Bandwidth-tests with my new Juniper EX2200-48T

The EX2200 line of Juniper Ethernet switches are ideal for access-layer deployments in branch offices and campus networks, delivers a level of functionality and performance normally associated with higher-cost Ethernet switches. Also i'd say that they are capable of doing Datacenter workload. Anyway, i am planning on using those as Rackswitches over at my Rackhousing business.

Switching Performance

On my Macbook Pro i was running

netcat -l -p 12345 > /dev/null

On the other machine i used dd piping into netcat (2 independent runs):

$ dd if=/dev/zero count=1000 bs=1M | nc 10.0.0.235 12345
1000+0 records in
1000+0 records out
1048576000 bytes (1.0 GB) copied, 8.99109 s, 117 MB/s

2nd run:

$ dd if=/dev/zero count=1000 bs=1M | nc 10.0.0.235 12345
1000+0 records in
1000+0 records out
1048576000 bytes (1.0 GB) copied, 8.98447 s, 117 MB/s

Clearly you can see that both runs ended with 117MB/s which is full speed in my book. :)

Routing Configuration

Normaly an interface on an EX-Series switch is configured for ethernet-switching:

root@ex2200# show interfaces ge-0/0/0
unit 0 {
    family ethernet-switching;
}

To set another family than ethernet-switching, you need to remove it first!

root@ex2200# delete interfaces ge-0/0/1 unit 0 family ethernet-switching
root@ex2200# delete interfaces ge-0/0/2 unit 0 family ethernet-switching

After that we set our IPs to the desired interfaces:

root@ex2200# set interfaces ge-0/0/1 unit 0 family inet address 10.0.0.1/24
root@ex2200# set interfaces ge-0/0/2 unit 0 family inet address 10.0.1.1/24

The show configuration command should show something like this:

root@ex2200# show interfaces ge-0/0/1
unit 0 {
    family inet {
        address 10.0.0.1/24;
    }
}

root@ex2200# show interfaces ge-0/0/2
unit 0 {
    family inet {
        address 10.0.1.1/24;
    }
}

Routing Performance

For routing performance, i want to be a bit more exact. iperf will do the trick. On the server (in my case Macbook Pro):

# iperf -s

On the other machine i run:

# iperf -c 10.0.1.5
------------------------------------------------------------
Client connecting to 10.0.1.5, TCP port 5001
TCP window size: 16.0 KByte (default)
------------------------------------------------------------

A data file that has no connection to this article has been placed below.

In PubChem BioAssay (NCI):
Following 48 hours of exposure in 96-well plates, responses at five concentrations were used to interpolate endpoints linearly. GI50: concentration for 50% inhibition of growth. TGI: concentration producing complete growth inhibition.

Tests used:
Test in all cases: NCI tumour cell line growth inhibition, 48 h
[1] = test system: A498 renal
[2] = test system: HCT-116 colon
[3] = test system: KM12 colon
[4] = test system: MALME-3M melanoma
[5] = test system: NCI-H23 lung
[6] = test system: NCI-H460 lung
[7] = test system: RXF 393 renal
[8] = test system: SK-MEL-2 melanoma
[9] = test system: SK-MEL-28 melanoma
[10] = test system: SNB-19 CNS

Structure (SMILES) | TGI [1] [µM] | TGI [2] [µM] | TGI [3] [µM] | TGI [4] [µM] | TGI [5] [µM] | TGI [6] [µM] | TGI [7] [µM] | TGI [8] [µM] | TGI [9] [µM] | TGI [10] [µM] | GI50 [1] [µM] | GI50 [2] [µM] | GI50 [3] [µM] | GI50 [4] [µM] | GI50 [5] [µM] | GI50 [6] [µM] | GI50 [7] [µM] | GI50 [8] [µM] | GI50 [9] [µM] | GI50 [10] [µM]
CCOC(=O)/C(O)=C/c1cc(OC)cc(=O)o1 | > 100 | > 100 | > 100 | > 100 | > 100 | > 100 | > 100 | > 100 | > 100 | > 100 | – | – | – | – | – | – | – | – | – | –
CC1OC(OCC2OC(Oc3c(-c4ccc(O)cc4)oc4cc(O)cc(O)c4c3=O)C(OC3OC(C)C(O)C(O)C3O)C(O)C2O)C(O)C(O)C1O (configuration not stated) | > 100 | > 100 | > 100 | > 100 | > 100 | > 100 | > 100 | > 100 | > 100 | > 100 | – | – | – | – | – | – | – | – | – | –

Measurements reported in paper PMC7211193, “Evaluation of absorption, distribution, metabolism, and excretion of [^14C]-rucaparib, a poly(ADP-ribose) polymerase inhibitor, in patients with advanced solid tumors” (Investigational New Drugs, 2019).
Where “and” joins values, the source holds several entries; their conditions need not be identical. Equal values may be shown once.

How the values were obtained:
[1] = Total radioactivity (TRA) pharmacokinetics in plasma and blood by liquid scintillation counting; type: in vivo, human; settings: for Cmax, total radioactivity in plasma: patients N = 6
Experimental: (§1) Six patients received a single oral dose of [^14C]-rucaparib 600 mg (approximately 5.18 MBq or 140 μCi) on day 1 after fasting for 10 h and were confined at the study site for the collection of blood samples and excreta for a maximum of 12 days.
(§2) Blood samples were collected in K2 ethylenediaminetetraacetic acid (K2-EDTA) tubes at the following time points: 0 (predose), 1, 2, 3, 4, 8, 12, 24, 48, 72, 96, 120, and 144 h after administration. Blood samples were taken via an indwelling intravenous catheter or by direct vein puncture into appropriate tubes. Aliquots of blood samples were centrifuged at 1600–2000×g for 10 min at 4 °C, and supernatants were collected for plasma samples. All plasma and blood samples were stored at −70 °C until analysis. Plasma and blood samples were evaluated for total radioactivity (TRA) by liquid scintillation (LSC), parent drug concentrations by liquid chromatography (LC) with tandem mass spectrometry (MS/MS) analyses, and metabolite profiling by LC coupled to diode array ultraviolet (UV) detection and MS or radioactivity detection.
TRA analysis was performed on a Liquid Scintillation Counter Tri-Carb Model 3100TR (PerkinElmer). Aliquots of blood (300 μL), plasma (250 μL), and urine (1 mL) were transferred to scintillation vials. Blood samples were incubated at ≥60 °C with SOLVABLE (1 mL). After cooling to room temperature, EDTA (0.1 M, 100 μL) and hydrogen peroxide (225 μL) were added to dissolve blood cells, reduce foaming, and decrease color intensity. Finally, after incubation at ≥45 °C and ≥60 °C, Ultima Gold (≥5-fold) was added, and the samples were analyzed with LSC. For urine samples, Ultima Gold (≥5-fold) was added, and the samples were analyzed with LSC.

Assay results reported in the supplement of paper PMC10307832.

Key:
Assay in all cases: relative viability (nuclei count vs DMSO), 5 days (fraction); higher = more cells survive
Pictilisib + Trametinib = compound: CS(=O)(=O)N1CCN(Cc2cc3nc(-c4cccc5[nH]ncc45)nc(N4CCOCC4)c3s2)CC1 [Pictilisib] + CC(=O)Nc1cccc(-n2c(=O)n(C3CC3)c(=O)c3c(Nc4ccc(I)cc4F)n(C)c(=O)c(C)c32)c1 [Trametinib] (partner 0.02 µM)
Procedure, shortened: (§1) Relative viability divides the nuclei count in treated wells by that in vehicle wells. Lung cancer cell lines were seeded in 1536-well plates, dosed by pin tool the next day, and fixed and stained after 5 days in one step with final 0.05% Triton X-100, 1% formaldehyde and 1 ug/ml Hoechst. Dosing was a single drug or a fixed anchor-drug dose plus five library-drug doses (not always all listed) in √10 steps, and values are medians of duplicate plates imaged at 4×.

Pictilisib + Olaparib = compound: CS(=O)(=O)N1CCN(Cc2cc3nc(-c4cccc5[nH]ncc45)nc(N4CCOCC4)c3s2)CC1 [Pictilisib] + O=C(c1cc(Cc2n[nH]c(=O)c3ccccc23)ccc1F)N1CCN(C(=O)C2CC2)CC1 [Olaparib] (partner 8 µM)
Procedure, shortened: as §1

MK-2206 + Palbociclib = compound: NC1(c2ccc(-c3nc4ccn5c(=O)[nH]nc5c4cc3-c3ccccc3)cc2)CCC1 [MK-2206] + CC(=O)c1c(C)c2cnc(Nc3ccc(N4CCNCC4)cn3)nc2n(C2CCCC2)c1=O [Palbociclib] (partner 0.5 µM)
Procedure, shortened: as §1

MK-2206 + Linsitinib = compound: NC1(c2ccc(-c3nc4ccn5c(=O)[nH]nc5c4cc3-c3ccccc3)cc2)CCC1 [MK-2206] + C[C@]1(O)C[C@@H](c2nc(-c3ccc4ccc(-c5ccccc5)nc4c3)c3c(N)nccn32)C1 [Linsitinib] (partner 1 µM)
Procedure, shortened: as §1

[  3] local 10.0.0.5 port 41361 connected with 10.0.1.5 port 5001
[ ID] Interval       Transfer     Bandwidth
[  3]  0.0-10.0 sec  1.09 GBytes   933 Mbits/sec

I also tried this using 64 byte packets:

# iperf -c 10.0.1.5 -l 64
------------------------------------------------------------
Client connecting to 10.0.1.5, TCP port 5001
TCP window size: 16.0 KByte (default)
------------------------------------------------------------
[  3] local 10.0.0.5 port 58634 connected with 10.0.1.5 port 5001
[ ID] Interval       Transfer     Bandwidth
[  3]  0.0-10.0 sec   619 MBytes   520 Mbits/sec

And also using 128 byte packets:

# iperf -c 10.0.1.5 -l 128
------------------------------------------------------------
Client connecting to 10.0.1.5, TCP port 5001
TCP window size: 16.0 KByte (default)
------------------------------------------------------------
[  3] local 10.0.0.5 port 41361 connected with 10.0.1.5 port 5001
[ ID] Interval       Transfer     Bandwidth
[  3]  0.0-10.0 sec  1.09 GBytes   933 Mbits/sec

933Mbit/s with normal sized packets is perfect, the only thing it seems to dislike are small packets with 64 bytes in size. You can see that there i only got 520Mbit/s.

Conclusion

The EX-Series switches are a great replacement for any other 1GE switch, the only thing i am sad about is the Advanced Routing License you have to obtain from Juniper in Order to make this device work with protocols like OSPF or BGP.

Since now i have the basic Juniper CLI figured out, i will try some fancy stunts with the J2320 in the next few days.

Stay tuned!

Flattr me!

Tell your friends!